Can an Ancient Mind Training Technique Help Smokers Quit?


Let’s face it, one (of the many) hard things about quitting smoking, besides the addictive substances, is that it’s a habit. It’s a real challenge to change any of the bad habits we have. Usually, the only way to kick a bad habit is to replace those undesirable behaviors with new behaviors, in other words–to develop new good habits.

Think of a bad habit—one you want to change—as partly caused by bad training. We trained ourselves by repeating the behavior over and over. We need new training in order to make a change. We have to repeat the new, desirable behavior, over and over. Because just like learning anything new, it takes practice. You can’t learn to play the guitar through sheer willpower alone. You have to practice.

As smokers “retrain” themselves to be non-smokers, one specific kind of practice could be uniquely beneficial in supporting that process—training the mind–through meditation.

Meditation has been around for thousands of years. People are often familiar with the term meditation as coming from many of the Eastern cultures such as from India, Japan and Tibet. In the past, most forms of meditation were part of various spiritual traditions—and all of the major religions included some form of meditation. In more recent times, secular forms of meditation have become more widely taught and used for a variety of beneficial purposes. Some movement practices such as yoga and tai chi are considered forms of meditation. Meditation is becoming increasingly popular as a counseling and holistic health technique, and in the general public for relaxation and stress reduction.

Meditation is thought to promote a calm, steady mind, and to harmonize the mind and body. In one way it can promote bodily relaxation, while at the same time it can increase the ability of the mind to focus with clarity. It can give us more insight into our fears, emotions, and motivations, and thus gain wisdom about ourselves and our lives. Meditation helps us see through and get past conditioned thoughts and reactions. It creates space between thoughts, allowing more time and energy to consider other options.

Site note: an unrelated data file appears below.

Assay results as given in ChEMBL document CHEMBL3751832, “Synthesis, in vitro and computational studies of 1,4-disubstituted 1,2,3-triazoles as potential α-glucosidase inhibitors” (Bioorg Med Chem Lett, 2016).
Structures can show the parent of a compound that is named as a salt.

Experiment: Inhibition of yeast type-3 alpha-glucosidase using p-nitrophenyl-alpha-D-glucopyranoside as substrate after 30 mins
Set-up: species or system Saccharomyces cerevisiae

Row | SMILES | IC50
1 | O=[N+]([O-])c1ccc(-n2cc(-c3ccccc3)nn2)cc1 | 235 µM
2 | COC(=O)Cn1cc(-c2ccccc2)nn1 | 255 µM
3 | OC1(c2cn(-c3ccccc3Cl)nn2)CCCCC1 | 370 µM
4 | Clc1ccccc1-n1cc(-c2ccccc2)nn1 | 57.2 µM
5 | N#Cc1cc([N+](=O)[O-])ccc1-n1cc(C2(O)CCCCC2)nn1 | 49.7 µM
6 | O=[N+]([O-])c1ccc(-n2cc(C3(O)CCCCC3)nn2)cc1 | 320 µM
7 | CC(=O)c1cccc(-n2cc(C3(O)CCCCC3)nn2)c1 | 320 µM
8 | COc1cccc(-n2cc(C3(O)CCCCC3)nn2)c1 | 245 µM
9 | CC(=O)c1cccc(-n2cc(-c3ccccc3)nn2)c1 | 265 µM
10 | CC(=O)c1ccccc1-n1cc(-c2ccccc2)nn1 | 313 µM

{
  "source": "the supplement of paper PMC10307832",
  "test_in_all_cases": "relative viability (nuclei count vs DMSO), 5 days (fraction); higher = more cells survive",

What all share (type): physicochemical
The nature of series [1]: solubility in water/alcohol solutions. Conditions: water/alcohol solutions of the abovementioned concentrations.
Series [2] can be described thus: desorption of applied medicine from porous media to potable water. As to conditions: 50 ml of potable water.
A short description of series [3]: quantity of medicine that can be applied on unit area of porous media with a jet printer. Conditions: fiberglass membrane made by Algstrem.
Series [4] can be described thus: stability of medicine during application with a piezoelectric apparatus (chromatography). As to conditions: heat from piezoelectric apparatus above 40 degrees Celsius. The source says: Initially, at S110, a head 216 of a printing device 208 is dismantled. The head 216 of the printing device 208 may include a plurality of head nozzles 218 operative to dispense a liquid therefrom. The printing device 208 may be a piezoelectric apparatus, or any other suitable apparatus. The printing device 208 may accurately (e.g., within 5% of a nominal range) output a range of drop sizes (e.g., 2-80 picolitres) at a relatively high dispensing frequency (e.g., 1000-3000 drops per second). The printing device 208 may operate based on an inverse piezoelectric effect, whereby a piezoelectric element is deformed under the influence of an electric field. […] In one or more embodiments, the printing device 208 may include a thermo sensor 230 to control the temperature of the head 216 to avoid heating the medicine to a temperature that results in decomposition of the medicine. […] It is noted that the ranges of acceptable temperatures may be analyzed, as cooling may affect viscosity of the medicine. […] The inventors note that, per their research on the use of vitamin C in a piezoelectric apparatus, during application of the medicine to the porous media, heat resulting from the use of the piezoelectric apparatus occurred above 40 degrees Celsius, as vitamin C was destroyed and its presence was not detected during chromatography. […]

As a person who has practiced mindful awareness meditation for two years, I noticed an increased ability to stop myself from overeating, another common modern addiction. There are some similarities between the habits of smoking and overeating. In fact, one problem often complained about by smokers is that when they quit, they gain weight, because they replace the smoking with another bad habit—stress eating. My most frequent reason for stuffing in unhealthy food that I didn’t want, was stress.

I found that through training my mind in mindful awareness meditation, I was much more aware of my stress and the way sudden thoughts would appear, telling me to eat. Because I was able to notice the thought, I was able to stop myself in my tracks right at that moment, before I reached for the chocolate chips. Just like in meditation, where you practice noticing a thought, I found myself able to notice in those few extra seconds, the connection between my stress and the sudden desire to eat. Just like letting go of the thought in meditation, I could let go of the craving, then take a look into the reality of what was causing the feeling—I could more quickly and accurately pinpoint the emotion behind it.

This sense of control allowed me to choose a more healthy way to deal with the feeling. I was also getting better at tuning in to the real sensations in my body—did my stomach really feel hungry, or was I tired? And I had more self-discipline to walk away from the food. The self-talk I did to remind myself that I did not want the suffering that came with overeating, felt backed up by a new strength.

Mindful awareness meditation is one of many kinds of meditation, and the one I recommend, although people should find what works best for them. In mindful awareness meditation, we sit cross-legged on a pillow or cushion so that the knees are just a little lower than the hips. It’s also fine to sit in a chair. It’s important to sit up with the back straight, yet be relaxed. Let the arms fall naturally from the shoulders, with hands resting on the thighs. Eyes are softly open, looking slightly out and down. Start by simply noticing your breath. As you breathe in, say silently to yourself, “Breathing in.” As you breathe out, say silently to yourself, “Breathing out.” Notice as thoughts arise, then watch them float away like clouds. Do not worry about being right or wrong. Pat yourself on the back for trying, no matter how it goes, even if all you do is get into position and take a few breaths. It’s a start. See if you can do three minutes the first time. Then try for five. Be gentle with yourself.

Research has suggested that meditation might increase self-discipline, motivation, and ability of delayed gratification. Some studies using MRI’s have shown unique differences in the brains of monks who have been regular meditators for a long time. One study of smokers who wanted to quit and who began a meditation program seemed to show an increased ability to quit. They also started other new, good habits in their lives and relationships. In other words, there is a growing body of scientific evidence to support the connections between mind training, the ability to change, and positive behaviors.

Look it up, read about it, and ask around. Chances are there is a meditation teacher in your area. If not, there are many good videos available to purchase or to view online. Just like with anything new, be patient with yourself, and put your time in by practicing, and you will be rewarded.

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